Marking: Full Books and Empty Heads

Book burningThere was, as Squealer was never tired of explaining, endless work in the supervision and organisation of the farm. Much of this work was of a kind that the other animals were too ignorant to understand. For example, Squealer told them that the pigs had to expend enormous labours every day upon mysterious things called ‘files’, ‘reports’, ‘minutes’, and ‘memoranda’. These were large sheets of paper which had to be closely covered with writing, and as soon as they were so covered, they were burnt in the furnace. (George Orwell, Animal Farm).

Marking exercise books has become the bane of many teachers’ lives. A colleague saw me in the staff room with a pile of books recently, and commiserated. I replied that I do not find the pile depressing, because of the way that I mark.

I check that everything has been done. If it has been done poorly, it must be redone. If it has been done decently, it gets a tick. If it has been done well, it earns one or more merits. I also highlight spelling and punctuation mistakes. So this is what I actually write, beyond the ticks:

  • ‘Redo’;
  • ‘1M’, ‘2M’ etc;
  • ‘P’ (for punctuation), and the mistake corrected;
  • ‘Ask’ for anything more complex (such as style / vocabulary);
  • Spelling corrections, for pupils to write out five times.

That’s it. When pupils get the books back, I allow some class time for writing out mistakes or redoing work, but for those who have a lot of this to do, because they have been careless, it becomes extra homework to complete the corrections. Pupils only use the left hand page in their exercise books, so the right hand page is always free for them to write their corrections.

The only time I write longer comments is on more extended pieces of work, which are done in class. They are done in class so that I can provide guidance beforehand and control the conditions under which they are done. In this way, I know that I am actually commenting on the pupil’s work, and I can be reasonably sure it will be on task and of sufficient length and quality to merit more detailed marking. Pupils do these extended pieces four times a term.

Just as with the exercise books, when the pieces are returned, class time is devoted to acting on advice. With a piece of extended writing, for example, I do a simple error count and write it next to the grade. If there is a high error count (twenty or more) then the whole piece must be written out again with all mistakes corrected. If the error count is lower, pupils rewrite a paragraph, focusing on improving a specific aspect of their writing, such as vocabulary or sentence variety.

I’m not offering this as a perfect system, but it is a sane and sustainable one. I teach a full timetable. I do take marking on the train with me, but I do not spend evenings and weekends doing it. I have family duties to occupy me then, with five young children at home, and I could not do a job which left me no time with my little ones. I’m not surprised when I hear of teachers leaving the profession because of the unreasonable marking demands placed upon them. If I were in their situation, I would have to find another school, or leave teaching completely.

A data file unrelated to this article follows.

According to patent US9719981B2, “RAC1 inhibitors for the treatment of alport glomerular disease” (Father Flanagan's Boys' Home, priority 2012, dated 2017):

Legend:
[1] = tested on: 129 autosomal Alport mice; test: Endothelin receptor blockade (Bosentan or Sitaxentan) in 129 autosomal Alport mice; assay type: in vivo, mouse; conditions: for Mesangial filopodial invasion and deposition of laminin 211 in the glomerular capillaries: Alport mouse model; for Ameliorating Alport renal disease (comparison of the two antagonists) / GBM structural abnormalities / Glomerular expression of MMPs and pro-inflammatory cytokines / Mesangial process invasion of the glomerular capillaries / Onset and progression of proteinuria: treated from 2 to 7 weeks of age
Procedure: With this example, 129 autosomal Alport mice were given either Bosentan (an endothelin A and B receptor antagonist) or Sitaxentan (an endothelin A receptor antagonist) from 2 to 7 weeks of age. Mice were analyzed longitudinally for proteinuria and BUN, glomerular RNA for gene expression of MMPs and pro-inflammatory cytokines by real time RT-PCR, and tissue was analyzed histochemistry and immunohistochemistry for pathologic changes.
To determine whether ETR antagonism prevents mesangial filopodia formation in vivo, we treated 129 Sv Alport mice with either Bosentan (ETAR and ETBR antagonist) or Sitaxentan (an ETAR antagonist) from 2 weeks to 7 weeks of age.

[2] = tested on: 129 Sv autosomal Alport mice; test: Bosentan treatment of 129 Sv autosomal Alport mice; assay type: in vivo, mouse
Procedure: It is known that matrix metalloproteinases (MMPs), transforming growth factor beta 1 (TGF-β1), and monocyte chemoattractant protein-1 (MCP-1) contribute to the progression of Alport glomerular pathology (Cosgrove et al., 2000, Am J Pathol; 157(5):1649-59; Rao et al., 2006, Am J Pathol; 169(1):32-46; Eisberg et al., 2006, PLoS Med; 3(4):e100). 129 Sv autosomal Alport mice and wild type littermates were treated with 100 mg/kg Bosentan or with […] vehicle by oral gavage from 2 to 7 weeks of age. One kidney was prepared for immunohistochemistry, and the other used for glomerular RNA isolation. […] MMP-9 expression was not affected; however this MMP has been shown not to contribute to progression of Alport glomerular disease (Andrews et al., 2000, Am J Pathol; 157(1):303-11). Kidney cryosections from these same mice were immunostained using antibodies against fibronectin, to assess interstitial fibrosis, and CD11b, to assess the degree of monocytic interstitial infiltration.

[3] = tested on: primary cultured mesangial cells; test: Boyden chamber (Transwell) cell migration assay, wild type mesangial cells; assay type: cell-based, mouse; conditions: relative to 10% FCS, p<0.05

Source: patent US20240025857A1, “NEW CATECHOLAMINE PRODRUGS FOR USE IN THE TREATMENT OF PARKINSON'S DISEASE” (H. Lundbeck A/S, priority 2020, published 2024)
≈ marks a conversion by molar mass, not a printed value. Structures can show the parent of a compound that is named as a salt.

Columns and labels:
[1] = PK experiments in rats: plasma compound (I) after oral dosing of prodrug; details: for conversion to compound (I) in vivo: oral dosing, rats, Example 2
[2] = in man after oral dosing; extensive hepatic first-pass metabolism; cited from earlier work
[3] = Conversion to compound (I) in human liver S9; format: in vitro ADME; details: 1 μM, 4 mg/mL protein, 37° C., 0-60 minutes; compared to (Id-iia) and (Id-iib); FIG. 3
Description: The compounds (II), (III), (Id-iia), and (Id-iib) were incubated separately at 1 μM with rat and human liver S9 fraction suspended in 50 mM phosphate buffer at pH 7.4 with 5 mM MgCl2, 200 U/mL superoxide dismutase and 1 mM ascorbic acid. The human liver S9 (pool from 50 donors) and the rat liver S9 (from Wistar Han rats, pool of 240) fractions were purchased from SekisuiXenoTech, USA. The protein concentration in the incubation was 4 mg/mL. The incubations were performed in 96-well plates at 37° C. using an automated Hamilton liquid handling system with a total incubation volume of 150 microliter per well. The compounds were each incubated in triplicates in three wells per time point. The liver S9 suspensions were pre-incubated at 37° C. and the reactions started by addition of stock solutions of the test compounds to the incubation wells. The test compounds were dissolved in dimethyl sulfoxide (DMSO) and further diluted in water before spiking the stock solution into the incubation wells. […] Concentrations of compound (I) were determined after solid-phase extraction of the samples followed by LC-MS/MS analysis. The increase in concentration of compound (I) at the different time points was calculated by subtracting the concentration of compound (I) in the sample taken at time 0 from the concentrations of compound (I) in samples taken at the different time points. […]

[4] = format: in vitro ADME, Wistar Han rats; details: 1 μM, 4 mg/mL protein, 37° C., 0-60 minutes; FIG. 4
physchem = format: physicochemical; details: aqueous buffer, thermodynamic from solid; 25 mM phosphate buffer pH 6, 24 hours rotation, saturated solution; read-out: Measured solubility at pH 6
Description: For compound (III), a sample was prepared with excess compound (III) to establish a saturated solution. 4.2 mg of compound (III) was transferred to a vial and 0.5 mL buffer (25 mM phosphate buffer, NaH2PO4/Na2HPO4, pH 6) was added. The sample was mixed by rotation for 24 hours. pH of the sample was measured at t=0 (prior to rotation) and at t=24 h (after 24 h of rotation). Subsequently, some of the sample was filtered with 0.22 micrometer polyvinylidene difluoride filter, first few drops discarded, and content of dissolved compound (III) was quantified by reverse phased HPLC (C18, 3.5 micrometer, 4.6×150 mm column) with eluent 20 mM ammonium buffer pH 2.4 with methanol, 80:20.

Aside from issues of sustainability, there are many points to be made about the effectiveness of spilling red, purple or pink ink all over pupils’ work.

There is no proof that elaborate marking of exercise books leads to improved learning. It drains teachers and prevents them from doing things which would definitely improve their effectiveness, such as long term planning and resource creation.

Elaborate marking moves the focus away from what is in the pupils’ heads (the knowledge they have mastered) to what is written on pieces of paper. The two are not equivalent. What we have in books is a performance, not learning. And if it is homework, it is likely that it is not even the pupil’s own performance.

Why are we wasting so much time writing elaborate comments on these performances? Instead, we should be focusing on fine tuning teaching methods that build mastery. Likewise, school leaders should be building mastery in their staff, not picking over marking performances produced more for the sake of management than for the sake of education.

Like Squealer’s bits of paper, those exercise books will end up being disposed of. But what our pupils store in long term memory will stay with them.

(Image from Wikimedia).


5 thoughts on “Marking: Full Books and Empty Heads

  1. A post full of common sense.
    On the subject of homework, I is not a reliable indicator of ability. In maths and even written subjects I suppose, it is easy to spot ‘collaborated’ answers. And yes, are you marking the child’s work ot the parent’s?
    Recently I was criticised for the fact that I wanted to note a lack of homework submitted in my reports. Apparently it was my fault, not theirs at all. The amount of time spent chasing hwk is disproportionate to its usefulness. If teachers are criticised, they will reflect and make changes. I did change my system. Let’s just say homework is set but no student ever needs chasing for their homework. I’ll expand on that if anyone wants me to. To the Marking Police: rest assured I do enough marking and probably more than you.


  2. Pingback: Full Heads & Empty Heads – The Learning Dilemma | impactcpdforteachers

  3. Pingback: Bits of Paper Are Not Learning | The Traditional Teacher

Thoughtful and reasonable discussion is always welcome.

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